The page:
HollyFrontier’s current weakness offers long-term investors a prime buying opportunity. Mid-cap value stock HollyFrontier (HFC) is one of the largest independent petroleum refiners in the U.S., with operations focused in the Mid-Continent, Southwest and Rocky Mountain regions.
On May 3rd, HollyFrontier reported a first quarter net loss of $(45.5) million, or $(0.26) per diluted share. The Company also declared a quarterly dividend of $0.33 ($1.32 annually) per share to shareholders. At the end of the qtr., book value stood at $26.00.
First quarter results were negatively impacted by planned and unexpected refinery outages for repairs and routine maintenance. There is no major downtime planned until Nov, and these issues could be considered as “one-time”. For the balance of the year, quarterly earnings per share are expected to be $0.77, $0.62, and $0.22. EPS for 2017 is expected at $1.47 to $1.52 and for 2018 between $2.26 and $2.77.
HFC rallied after the election from around $23 to a high of almost $34, but fell back in May after the earnings disappointment to $25.
Driving investor interest was the belief the current administration would reduce the regulatory cost of renewable identification numbers, or RINs. RINs are a bio-fuel tracking mechanism that is like “carbon credits” where bio-fuel companies generate RINs that can be sold to refiners like HFC to offset production of fuels like E85. RINs are a positive for ethanol makers and an expense for refiners. HFC currently spends over $100 million a year to purchase RINs. The thought process is that presidential advisor Carl Icahn, a large investor in refining firms, would be instrumental in reducing the burden and expense of the RIN program.
However, that has not yet happened. From HFC 1st qtr. 2017 10-Q: The (RIN) regulations, in part, require refiners to add annually increasing amounts of “renewable fuels” to their petroleum products or purchase credits, known as renewable identification numbers (“RINs”), in lieu of such blending. Compliance significantly increases our cost of products sold, with RINs costs totaling $66.0 million for the three months ended March 31, 2017. Year-over-year increased costs of ethanol blended into our petroleum products, which exceeded the cost of crude oil, also contributed to lower refining margins for the quarter.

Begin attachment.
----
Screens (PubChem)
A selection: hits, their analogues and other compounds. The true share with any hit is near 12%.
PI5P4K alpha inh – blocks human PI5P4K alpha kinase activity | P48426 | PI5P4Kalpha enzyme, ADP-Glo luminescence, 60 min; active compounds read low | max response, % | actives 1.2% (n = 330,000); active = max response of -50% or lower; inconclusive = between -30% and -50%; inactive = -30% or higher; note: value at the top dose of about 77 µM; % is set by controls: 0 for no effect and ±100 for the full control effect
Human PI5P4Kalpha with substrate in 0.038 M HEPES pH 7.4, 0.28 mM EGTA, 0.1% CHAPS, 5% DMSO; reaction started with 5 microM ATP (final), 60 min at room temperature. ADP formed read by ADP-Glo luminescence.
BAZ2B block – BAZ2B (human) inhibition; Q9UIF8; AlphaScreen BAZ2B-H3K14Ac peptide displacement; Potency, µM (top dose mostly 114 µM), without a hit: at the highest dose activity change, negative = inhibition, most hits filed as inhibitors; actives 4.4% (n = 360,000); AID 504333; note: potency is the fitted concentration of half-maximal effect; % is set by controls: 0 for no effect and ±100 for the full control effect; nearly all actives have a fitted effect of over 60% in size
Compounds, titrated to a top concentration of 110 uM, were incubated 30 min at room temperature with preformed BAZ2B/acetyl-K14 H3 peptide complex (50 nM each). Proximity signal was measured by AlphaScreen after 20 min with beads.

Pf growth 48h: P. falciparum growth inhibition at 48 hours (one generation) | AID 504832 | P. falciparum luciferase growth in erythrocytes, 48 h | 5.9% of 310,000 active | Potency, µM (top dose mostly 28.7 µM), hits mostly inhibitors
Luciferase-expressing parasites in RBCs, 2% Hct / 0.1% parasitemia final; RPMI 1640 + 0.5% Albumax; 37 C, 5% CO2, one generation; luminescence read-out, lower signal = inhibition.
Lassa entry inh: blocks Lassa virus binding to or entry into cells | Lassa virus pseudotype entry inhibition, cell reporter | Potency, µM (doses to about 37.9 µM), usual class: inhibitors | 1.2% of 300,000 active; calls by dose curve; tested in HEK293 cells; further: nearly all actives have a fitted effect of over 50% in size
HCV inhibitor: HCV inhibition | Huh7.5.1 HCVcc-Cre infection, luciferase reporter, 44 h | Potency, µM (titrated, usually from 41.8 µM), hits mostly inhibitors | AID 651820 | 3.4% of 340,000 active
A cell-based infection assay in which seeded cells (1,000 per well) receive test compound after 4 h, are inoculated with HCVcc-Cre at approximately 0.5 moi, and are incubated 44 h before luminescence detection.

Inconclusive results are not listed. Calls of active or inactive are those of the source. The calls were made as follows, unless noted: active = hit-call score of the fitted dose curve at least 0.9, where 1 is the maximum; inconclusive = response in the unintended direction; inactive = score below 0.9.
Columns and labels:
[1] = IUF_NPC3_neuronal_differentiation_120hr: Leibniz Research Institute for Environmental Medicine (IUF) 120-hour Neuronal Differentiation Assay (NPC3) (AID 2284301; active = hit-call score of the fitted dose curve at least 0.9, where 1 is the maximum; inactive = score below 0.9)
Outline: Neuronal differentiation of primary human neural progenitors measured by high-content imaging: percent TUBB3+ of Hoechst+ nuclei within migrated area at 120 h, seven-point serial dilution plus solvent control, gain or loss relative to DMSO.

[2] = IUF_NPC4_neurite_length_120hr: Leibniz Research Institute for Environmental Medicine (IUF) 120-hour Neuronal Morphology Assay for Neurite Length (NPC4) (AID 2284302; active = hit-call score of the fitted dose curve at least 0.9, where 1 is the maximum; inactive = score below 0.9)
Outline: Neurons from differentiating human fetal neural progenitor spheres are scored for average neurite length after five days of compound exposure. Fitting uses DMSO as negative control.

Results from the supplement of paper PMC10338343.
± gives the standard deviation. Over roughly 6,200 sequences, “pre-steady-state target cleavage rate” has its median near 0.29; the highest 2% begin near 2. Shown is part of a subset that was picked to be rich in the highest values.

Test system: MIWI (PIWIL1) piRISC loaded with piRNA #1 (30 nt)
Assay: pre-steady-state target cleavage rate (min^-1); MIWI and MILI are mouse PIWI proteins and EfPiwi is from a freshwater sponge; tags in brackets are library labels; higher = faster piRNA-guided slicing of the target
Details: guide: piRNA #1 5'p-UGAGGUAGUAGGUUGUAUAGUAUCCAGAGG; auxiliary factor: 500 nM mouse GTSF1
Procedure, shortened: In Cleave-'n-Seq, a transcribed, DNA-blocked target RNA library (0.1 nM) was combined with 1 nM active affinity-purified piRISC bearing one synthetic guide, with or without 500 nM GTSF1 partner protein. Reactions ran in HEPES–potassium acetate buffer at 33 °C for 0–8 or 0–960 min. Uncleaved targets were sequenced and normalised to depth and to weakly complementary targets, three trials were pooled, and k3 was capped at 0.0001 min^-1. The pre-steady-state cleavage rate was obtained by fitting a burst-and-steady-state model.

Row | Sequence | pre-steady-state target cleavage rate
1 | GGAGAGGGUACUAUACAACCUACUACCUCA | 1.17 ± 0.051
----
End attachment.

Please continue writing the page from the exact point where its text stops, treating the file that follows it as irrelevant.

RIN payments are somewhat volatile and during the first quarter, the RIN program reduced profits per share by $0.38. Annualized, a 50% reduction in RIN expense could add between $0.30 and $0.68 per share to profitability. At a 10x valuation, this increase could add $3 to $7 a share to HFC valuation.
HFC maintains one of the most complex refinery operations. HFC’s complexity ratings is 12.1, on a scale of 1.0 to 14.0, with a US average refinery complexity of 9.0. For investors, this means that HFC operates one of the most complex and potentially profitable chains of refinery assets in the US. The higher complexity factor allows HFC to refine lower grades of crude into gasoline and diesel, potentially expanding comparable margins.
This advantage shows up as a substantially higher ROIC than its peers. In 2016, HFC exceled in generating returns on invested capital. At a ROIC of 17%, HFC bested its peer 5-yr average of 13% by 30%, and was second only to Western Refinery’s 19%. HFC has generated first class operating profits per barrel and its 5-yr average profit per barrel is best of its peers. In 4 of the last 5 years, HFC has been either #1 or #2 in industry profitability.
In Feb, HFC completed the acquisition of the Canadian lubricant business from Suncor (SU). Wall Street is expecting the acquisition will stabilize commodity-driven refinery spreads and overall operating profitability.
HFC owns 22.4 million limited partner units of its midstream MLP spin-off, Holly Energy Partners (HEP), representing a 39% stake, and also holds a 2% general partner interest. At current valuations, HEP shares owned are worth $4.75 per HFC share and contributes $0.30 per share in distributable income for HFC stakeholders.
Catalysts for higher share prices are:
1) improving refining margins, partially created by a higher spread WTI to Brent;
2) reduction in the RIN program;
3) reduction in federal income tax rate;
4) increased profitability from the lubricant business expansion;
5) increased contributions from Holly Energy Partners.
At the current price, HFC offers a 5.7% dividend yield, providing strong support to total stock returns. While patience may be needed for HFC to realize its full potential, buy for its current income and stay for the capital gain potential.
This article first appeared in the June 2017 issue of Guiding Mast Investments. Thanks for reading, George Fisher